“Similar in size and importance to Paris,” says Dr. Timothy Curtis of UNESCO about Ayutthaya, which surprises us at Pullman Bangkok Hotel G. He is however referring to that Thai royal capital’s stature way back at the end of the 16th century.
Curious about this island at the confluence of the Chao Phraya, Pa Sak and Lopburi Rivers, we decide to make the two hour nautical journey north up the Chao Praya ‘River of Kings’ from Bangkok and back in time, past the shimmering magnificence of Bangkok’s Grand Palace and stark beauty of Wat Arun, the temple of the dawn, as gleaming skyscrapers give way to luxuriant mangroves and stilted wood houses above the muddy river.
This pastoral setting belies the grandeur that was Ayutthaya back when its geographic position between China, India and the Malay Archipelago made this an important hub for East-West trade. Ambassadors from the French Court at Versailles and the Mughal Court in Delhi made their way to Ayutthaya’s three palaces and four hundred gilded temples. Thirty-three kings from five dynasties held court from Ayutthaya between the 14th to the 18th century, before defeat by the invading Burmese Army in 1767, a date that still evokes emotions among patriotic Thais.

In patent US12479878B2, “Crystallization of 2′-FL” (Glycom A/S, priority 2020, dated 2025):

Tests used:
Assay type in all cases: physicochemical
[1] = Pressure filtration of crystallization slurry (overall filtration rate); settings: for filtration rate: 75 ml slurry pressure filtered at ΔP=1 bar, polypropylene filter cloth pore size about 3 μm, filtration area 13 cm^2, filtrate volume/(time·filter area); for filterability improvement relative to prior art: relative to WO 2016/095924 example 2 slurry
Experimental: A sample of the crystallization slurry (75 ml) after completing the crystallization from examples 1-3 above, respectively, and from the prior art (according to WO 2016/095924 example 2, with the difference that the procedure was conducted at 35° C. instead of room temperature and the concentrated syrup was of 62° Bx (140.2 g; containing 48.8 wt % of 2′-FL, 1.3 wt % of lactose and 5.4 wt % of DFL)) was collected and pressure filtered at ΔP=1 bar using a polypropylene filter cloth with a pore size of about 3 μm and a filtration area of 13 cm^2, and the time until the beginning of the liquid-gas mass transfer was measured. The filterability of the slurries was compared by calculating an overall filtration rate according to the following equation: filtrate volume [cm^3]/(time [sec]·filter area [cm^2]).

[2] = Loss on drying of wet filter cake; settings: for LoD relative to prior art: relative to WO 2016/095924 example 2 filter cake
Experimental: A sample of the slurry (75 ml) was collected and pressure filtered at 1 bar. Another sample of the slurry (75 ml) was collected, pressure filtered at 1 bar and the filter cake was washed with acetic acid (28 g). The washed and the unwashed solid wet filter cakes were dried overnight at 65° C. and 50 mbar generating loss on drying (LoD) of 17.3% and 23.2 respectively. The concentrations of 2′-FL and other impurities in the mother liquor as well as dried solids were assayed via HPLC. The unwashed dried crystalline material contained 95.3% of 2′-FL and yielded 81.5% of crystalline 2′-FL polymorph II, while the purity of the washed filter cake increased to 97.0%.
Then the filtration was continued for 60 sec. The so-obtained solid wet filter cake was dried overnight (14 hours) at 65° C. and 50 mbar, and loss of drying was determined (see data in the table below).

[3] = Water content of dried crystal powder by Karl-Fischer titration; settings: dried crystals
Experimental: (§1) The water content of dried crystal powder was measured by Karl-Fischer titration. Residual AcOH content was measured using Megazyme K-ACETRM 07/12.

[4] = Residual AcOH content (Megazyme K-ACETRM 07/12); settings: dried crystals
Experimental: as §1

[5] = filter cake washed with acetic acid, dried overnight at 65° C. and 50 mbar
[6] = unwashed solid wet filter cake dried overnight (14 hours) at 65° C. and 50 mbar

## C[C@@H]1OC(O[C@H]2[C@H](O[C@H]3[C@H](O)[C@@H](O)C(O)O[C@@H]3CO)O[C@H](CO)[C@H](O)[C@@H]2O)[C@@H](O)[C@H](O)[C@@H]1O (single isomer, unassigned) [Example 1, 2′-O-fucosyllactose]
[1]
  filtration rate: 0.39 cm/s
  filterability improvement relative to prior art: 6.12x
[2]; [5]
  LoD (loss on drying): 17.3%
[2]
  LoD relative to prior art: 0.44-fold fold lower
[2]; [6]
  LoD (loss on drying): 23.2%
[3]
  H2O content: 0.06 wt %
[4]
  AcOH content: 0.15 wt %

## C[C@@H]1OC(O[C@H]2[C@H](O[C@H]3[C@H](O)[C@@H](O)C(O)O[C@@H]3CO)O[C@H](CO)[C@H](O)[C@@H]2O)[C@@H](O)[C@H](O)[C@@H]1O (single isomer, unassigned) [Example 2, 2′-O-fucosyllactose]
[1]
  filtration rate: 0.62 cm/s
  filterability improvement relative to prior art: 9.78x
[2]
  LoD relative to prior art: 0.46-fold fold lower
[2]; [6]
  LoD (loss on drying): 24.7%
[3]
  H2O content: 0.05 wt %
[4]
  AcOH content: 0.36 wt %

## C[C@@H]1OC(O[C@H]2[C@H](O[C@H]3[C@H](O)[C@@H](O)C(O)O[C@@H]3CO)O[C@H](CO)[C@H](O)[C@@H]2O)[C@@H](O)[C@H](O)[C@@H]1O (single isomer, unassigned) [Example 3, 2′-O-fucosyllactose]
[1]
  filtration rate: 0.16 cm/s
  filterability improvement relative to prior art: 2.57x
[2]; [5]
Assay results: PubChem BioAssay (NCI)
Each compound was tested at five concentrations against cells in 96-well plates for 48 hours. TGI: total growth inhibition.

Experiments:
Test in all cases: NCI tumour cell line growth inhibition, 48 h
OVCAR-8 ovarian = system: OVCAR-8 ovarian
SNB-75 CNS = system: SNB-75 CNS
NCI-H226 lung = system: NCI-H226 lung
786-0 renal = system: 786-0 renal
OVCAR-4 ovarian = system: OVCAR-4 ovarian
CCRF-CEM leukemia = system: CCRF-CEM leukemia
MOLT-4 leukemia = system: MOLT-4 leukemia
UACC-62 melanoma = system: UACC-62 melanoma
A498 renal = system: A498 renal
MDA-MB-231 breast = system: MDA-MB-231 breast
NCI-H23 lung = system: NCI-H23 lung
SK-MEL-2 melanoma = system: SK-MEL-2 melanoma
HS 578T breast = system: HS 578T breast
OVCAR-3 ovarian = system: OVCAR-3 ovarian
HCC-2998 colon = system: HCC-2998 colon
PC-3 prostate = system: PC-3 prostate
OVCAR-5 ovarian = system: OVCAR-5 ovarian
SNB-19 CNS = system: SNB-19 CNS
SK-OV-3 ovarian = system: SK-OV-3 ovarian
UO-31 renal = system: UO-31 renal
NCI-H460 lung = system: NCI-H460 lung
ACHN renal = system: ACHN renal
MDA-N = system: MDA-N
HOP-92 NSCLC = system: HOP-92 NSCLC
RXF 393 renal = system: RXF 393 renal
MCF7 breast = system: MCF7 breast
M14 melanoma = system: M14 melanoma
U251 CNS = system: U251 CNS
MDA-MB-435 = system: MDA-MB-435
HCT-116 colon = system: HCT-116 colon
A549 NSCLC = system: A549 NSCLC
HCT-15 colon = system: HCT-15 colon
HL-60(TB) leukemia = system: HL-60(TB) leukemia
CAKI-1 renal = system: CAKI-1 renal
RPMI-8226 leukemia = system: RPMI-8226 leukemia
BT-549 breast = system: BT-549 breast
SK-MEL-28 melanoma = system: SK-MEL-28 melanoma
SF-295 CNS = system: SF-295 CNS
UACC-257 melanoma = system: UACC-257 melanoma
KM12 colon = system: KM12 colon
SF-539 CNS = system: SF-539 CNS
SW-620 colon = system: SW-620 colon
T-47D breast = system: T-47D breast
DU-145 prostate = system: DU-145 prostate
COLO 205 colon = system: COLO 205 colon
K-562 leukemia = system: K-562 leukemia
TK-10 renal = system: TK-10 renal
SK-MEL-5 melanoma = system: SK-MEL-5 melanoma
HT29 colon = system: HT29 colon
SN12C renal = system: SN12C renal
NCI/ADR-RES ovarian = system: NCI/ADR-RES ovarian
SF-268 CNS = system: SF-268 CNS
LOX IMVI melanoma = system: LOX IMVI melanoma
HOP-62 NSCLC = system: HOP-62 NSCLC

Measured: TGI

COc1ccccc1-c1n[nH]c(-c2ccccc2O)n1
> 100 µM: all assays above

A word of warning about what to expect at this sleepy time warp comes from Dr. Christophe Pottier, the Director of the Ecole Francaise d’Extreme-Orient Centre Bangkok: “What people can see now is only the scale of the once vast city” yet even in the archaeological ruins, artful clues speak to that rich past, a smattering of mural paintings depicting Ayutthaya court life and at the 14th century Khmer influenced Wat Mahathat, a serene stone Buddha head cossetted by the roots of a holy Bodhi tree.